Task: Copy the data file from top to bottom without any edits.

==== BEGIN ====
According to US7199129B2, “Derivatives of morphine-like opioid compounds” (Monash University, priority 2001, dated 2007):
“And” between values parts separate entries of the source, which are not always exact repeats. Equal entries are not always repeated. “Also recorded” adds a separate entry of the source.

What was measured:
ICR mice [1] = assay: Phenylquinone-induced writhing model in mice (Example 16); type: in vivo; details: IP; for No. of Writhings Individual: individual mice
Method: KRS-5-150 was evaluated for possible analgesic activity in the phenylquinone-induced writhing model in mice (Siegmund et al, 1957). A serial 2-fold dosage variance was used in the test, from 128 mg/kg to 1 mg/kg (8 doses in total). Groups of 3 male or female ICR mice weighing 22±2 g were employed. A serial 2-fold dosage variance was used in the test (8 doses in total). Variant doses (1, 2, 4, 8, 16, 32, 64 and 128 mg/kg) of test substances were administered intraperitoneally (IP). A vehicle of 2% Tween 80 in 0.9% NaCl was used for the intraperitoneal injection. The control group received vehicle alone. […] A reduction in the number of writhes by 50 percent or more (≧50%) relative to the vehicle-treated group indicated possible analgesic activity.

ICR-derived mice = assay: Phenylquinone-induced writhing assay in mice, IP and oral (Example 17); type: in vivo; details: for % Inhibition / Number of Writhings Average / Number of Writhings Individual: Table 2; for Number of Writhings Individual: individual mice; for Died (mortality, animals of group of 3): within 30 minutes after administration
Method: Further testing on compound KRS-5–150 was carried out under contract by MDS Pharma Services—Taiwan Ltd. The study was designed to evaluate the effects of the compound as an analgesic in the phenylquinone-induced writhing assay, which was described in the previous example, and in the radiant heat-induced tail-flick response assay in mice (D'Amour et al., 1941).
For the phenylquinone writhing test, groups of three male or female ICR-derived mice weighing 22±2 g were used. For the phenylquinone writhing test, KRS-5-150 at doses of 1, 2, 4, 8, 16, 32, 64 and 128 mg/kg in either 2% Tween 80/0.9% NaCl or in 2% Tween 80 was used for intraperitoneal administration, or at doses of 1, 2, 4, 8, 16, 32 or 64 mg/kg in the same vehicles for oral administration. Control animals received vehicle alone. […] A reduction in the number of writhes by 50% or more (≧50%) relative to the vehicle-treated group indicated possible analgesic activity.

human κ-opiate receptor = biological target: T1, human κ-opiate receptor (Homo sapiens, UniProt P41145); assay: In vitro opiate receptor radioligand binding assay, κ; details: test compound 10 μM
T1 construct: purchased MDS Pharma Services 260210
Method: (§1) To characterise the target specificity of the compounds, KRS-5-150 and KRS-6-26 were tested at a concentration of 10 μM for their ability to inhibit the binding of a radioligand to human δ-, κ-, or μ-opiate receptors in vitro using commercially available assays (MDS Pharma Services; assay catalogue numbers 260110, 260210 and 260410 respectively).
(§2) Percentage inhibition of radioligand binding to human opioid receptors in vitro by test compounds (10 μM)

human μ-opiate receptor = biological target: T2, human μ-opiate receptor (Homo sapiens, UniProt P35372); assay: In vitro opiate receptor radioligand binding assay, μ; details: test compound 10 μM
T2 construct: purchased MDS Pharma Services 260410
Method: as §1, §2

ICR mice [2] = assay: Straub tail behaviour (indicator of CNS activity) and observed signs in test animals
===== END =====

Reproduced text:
According to US7199129B2, “Derivatives of morphine-like opioid compounds” (Monash University, priority 2001, dated 2007):
“And” between values parts separate entries of the source, which are not always exact repeats. Equal entries are not always repeated. “Also recorded” adds a separate entry of the source.

What was measured:
ICR mice [1] = assay: Phenylquinone-induced writhing model in mice (Example 16); type: in vivo; details: IP; for No. of Writhings Individual: individual mice
Method: KRS-5-150 was evaluated for possible analgesic activity in the phenylquinone-induced writhing model in mice (Siegmund et al, 1957). A serial 2-fold dosage variance was used in the test, from 128 mg/kg to 1 mg/kg (8 doses in total). Groups of 3 male or female ICR mice weighing 22±2 g were employed. A serial 2-fold dosage variance was used in the test (8 doses in total). Variant doses (1, 2, 4, 8, 16, 32, 64 and 128 mg/kg) of test substances were administered intraperitoneally (IP). A vehicle of 2% Tween 80 in 0.9% NaCl was used for the intraperitoneal injection. The control group received vehicle alone. […] A reduction in the number of writhes by 50 percent or more (≧50%) relative to the vehicle-treated group indicated possible analgesic activity.

ICR-derived mice = assay: Phenylquinone-induced writhing assay in mice, IP and oral (Example 17); type: in vivo; details: for % Inhibition / Number of Writhings Average / Number of Writhings Individual: Table 2; for Number of Writhings Individual: individual mice; for Died (mortality, animals of group of 3): within 30 minutes after administration
Method: Further testing on compound KRS-5–150 was carried out under contract by MDS Pharma Services—Taiwan Ltd. The study was designed to evaluate the effects of the compound as an analgesic in the phenylquinone-induced writhing assay, which was described in the previous example, and in the radiant heat-induced tail-flick response assay in mice (D'Amour et al., 1941).
For the phenylquinone writhing test, groups of three male or female ICR-derived mice weighing 22±2 g were used. For the phenylquinone writhing test, KRS-5-150 at doses of 1, 2, 4, 8, 16, 32, 64 and 128 mg/kg in either 2% Tween 80/0.9% NaCl or in 2% Tween 80 was used for intraperitoneal administration, or at doses of 1, 2, 4, 8, 16, 32 or 64 mg/kg in the same vehicles for oral administration. Control animals received vehicle alone. […] A reduction in the number of writhes by 50% or more (≧50%) relative to the vehicle-treated group indicated possible analgesic activity.

human κ-opiate receptor = biological target: T1, human κ-opiate receptor (Homo sapiens, UniProt P41145); assay: In vitro opiate receptor radioligand binding assay, κ; details: test compound 10 μM
T1 construct: purchased MDS Pharma Services 260210
Method: (§1) To characterise the target specificity of the compounds, KRS-5-150 and KRS-6-26 were tested at a concentration of 10 μM for their ability to inhibit the binding of a radioligand to human δ-, κ-, or μ-opiate receptors in vitro using commercially available assays (MDS Pharma Services; assay catalogue numbers 260110, 260210 and 260410 respectively).
(§2) Percentage inhibition of radioligand binding to human opioid receptors in vitro by test compounds (10 μM)

human μ-opiate receptor = biological target: T2, human μ-opiate receptor (Homo sapiens, UniProt P35372); assay: In vitro opiate receptor radioligand binding assay, μ; details: test compound 10 μM
T2 construct: purchased MDS Pharma Services 260410
Method: as §1, §2

ICR mice [2] = assay: Straub tail behaviour (indicator of CNS activity) and observed signs in test animals